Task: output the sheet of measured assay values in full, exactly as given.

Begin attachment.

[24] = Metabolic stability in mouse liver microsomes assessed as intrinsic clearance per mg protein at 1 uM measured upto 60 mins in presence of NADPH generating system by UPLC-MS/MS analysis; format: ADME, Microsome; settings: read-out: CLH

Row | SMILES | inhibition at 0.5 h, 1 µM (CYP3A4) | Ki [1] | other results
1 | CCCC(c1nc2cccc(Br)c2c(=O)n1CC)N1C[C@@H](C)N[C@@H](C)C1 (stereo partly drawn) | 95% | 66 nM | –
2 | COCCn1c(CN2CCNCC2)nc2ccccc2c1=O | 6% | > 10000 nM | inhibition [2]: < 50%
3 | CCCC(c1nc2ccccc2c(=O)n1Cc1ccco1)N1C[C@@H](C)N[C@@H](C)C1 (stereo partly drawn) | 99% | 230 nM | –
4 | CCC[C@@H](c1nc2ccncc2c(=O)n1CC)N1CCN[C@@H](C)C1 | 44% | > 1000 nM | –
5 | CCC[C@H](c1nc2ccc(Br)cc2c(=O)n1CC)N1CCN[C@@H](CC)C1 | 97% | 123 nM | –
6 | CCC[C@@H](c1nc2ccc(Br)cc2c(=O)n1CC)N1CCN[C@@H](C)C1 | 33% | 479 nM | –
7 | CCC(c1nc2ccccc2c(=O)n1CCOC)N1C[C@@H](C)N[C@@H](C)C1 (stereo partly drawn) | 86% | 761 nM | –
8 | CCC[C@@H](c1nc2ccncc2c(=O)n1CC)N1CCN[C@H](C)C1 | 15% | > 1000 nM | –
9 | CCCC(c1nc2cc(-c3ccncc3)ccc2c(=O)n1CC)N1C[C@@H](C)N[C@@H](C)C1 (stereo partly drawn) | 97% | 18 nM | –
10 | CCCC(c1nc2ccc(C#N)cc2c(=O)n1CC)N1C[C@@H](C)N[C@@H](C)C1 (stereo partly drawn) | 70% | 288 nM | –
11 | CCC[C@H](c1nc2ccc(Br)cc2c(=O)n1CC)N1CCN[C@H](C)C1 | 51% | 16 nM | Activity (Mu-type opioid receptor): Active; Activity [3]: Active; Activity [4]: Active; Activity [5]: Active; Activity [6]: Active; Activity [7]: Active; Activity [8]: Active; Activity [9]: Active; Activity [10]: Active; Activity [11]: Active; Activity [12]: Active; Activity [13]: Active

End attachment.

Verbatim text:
[24] = Metabolic stability in mouse liver microsomes assessed as intrinsic clearance per mg protein at 1 uM measured upto 60 mins in presence of NADPH generating system by UPLC-MS/MS analysis; format: ADME, Microsome; settings: read-out: CLH

Row | SMILES | inhibition at 0.5 h, 1 µM (CYP3A4) | Ki [1] | other results
1 | CCCC(c1nc2cccc(Br)c2c(=O)n1CC)N1C[C@@H](C)N[C@@H](C)C1 (stereo partly drawn) | 95% | 66 nM | –
2 | COCCn1c(CN2CCNCC2)nc2ccccc2c1=O | 6% | > 10000 nM | inhibition [2]: < 50%
3 | CCCC(c1nc2ccccc2c(=O)n1Cc1ccco1)N1C[C@@H](C)N[C@@H](C)C1 (stereo partly drawn) | 99% | 230 nM | –
4 | CCC[C@@H](c1nc2ccncc2c(=O)n1CC)N1CCN[C@@H](C)C1 | 44% | > 1000 nM | –
5 | CCC[C@H](c1nc2ccc(Br)cc2c(=O)n1CC)N1CCN[C@@H](CC)C1 | 97% | 123 nM | –
6 | CCC[C@@H](c1nc2ccc(Br)cc2c(=O)n1CC)N1CCN[C@@H](C)C1 | 33% | 479 nM | –
7 | CCC(c1nc2ccccc2c(=O)n1CCOC)N1C[C@@H](C)N[C@@H](C)C1 (stereo partly drawn) | 86% | 761 nM | –
8 | CCC[C@@H](c1nc2ccncc2c(=O)n1CC)N1CCN[C@H](C)C1 | 15% | > 1000 nM | –
9 | CCCC(c1nc2cc(-c3ccncc3)ccc2c(=O)n1CC)N1C[C@@H](C)N[C@@H](C)C1 (stereo partly drawn) | 97% | 18 nM | –
10 | CCCC(c1nc2ccc(C#N)cc2c(=O)n1CC)N1C[C@@H](C)N[C@@H](C)C1 (stereo partly drawn) | 70% | 288 nM | –
11 | CCC[C@H](c1nc2ccc(Br)cc2c(=O)n1CC)N1CCN[C@H](C)C1 | 51% | 16 nM | Activity (Mu-type opioid receptor): Active; Activity [3]: Active; Activity [4]: Active; Activity [5]: Active; Activity [6]: Active; Activity [7]: Active; Activity [8]: Active; Activity [9]: Active; Activity [10]: Active; Activity [11]: Active; Activity [12]: Active; Activity [13]: Active